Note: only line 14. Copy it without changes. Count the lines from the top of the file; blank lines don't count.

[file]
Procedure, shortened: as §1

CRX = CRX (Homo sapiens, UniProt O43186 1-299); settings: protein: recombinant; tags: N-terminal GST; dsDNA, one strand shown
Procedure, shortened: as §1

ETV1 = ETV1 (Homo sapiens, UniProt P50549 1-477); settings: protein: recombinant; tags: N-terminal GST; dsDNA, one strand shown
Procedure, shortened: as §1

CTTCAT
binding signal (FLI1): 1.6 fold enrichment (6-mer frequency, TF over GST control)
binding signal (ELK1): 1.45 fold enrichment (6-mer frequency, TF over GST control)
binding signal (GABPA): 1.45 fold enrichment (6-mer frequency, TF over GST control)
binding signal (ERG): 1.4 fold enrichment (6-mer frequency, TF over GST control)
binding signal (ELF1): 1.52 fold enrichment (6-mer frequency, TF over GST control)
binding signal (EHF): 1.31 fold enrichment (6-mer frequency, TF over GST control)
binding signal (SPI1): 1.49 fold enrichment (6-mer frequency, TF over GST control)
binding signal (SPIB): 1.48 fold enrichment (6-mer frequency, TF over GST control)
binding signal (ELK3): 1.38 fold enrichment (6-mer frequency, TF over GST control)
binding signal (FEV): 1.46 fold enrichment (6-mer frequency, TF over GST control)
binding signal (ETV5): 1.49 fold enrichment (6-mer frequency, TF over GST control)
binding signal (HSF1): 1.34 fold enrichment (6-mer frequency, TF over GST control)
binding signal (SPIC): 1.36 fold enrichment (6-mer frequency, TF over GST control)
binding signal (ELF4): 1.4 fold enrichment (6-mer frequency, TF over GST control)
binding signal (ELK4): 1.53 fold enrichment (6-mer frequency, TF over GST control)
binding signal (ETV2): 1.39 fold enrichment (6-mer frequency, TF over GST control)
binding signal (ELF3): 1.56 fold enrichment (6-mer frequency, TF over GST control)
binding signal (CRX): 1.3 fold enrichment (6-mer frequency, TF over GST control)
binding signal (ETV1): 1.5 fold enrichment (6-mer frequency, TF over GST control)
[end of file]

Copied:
binding signal (SPIB): 1.48 fold enrichment (6-mer frequency, TF over GST control)